How do you prep students for the next century?

This week in CEP 810 I was asked to design a 21st Century lesson plan that I would use in my curriculum. I appreciated this assignment, because I tried hard not to just fall back on a technology tool or skill that I already knew how to use or have previously taught to my students. Instead I pushed myself to go outside my comfort zone and design a lesson for my civics students that embraced two digital technology tools. One that I have no experience with and one that I do. I chose Moovly and WordPress blogging. Both of these digital technology tools were means towards what Wagner (2013) describes in a New York Times interview, “skills like critical thinking, communication and collaboration [which] are far more important than academic knowledge” (p. 1). By the end of the year especially, my students already have access to a multitude of academic knowledge, but they need to be able to make sense of and reflect upon what they have learned across content areas (Thomas & Brown, 2011). I have them creating animated representations of their course experiences in Moovly in order to learn, as Thomas & Brown (2011) share, “to generate content that represents their learning.” (p. 91).   You can check out my lesson plan HERE.

 

Renee Hobbs, in her book Digital and Media Literacy: Connecting Culture and Classroom (2011) declares there are five instructional practices that are fundamental to learning across all content areas – access, analyze, create, reflect, and act. My program emphasizes interdisciplinary connections as always being possible, so the idea that these competencies affect learning in all areas resonated in my lesson. Although my lesson centers around my civics course, it has technology and English Language arts learning targets embedded into it along with three key practices from Hobbs – analyze, create, and reflect.

 

In this lesson, I aimed for students to synthesize and reflect on their own learning as well as the learning of others. These students are designing, creating, and evaluating their learning in my civics course. This type of learning is very similar to what Wagner (2013) calls “Accountability 2.0” where students create “digital portfolios to show evidence of mastery skills like critical thinking and communication.” Asking students to select their own criteria of progress allows students to show that their answers matter (Hobbes, 2011, p. 15) and they will apply the knowledge they gained from the course as well as providing evidence for their reflective dialogue with each other.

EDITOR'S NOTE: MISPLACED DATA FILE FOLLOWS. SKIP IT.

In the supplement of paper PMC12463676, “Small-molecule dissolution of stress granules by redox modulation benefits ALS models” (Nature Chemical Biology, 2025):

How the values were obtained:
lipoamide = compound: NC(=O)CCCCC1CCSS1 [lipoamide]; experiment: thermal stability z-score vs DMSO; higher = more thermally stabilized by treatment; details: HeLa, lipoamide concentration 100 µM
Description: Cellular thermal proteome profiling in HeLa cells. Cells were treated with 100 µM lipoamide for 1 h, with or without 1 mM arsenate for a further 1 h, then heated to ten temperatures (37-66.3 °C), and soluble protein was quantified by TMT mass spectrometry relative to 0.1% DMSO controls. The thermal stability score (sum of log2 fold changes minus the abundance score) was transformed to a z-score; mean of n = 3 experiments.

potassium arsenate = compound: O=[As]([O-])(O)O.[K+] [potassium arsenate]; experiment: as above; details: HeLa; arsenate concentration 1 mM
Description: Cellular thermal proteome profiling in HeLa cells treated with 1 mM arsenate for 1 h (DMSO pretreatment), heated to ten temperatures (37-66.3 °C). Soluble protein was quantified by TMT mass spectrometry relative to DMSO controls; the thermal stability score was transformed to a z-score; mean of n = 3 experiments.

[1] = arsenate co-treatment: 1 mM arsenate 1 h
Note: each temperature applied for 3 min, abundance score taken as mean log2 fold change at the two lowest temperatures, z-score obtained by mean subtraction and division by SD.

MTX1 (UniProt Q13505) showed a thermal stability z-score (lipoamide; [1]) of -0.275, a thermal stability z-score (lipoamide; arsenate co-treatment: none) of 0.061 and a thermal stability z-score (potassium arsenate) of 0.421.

Reflection is also embedded in the creation they are doing in this lesson. To quote Hobbs (2011), students get to “use image, language, sound, graphic design, performance, and interactivity to get their message across” (p. 16). They are creating Moovly pieces that contain their reflection about their growth as learners and the key concepts they mastered this year. They are learning to be creative about their process and progress as thinkers and that will echo in the pieces they produce. Finally in providing reflective dialogue and feedback with each other they are learning to share their feelings and build empathy (Hobbs, 2011, p. 17). I am excited to see the results of shaping my end-of-the-year work with these tools and empower my students to engage in 21st century learning.

Please feel free to review my lesson plan and comment on my rationale.

References

Friedman, Thomas L. (2013, March 30). Need a Job? Invent It. New York Times. SR11.

Hobbs, R. (2011). Digital and media literacy: Connecting culture and classroom. Thousand, Oaks, CA: Corwin/Sage.

Thomas, D., & Brown, J. S. (2011). A new culture of learning: Cultivating the imagination for a world of constant change. Retrieved from: http://www.newcultureoflearning.com/newcultureoflearning.pdf

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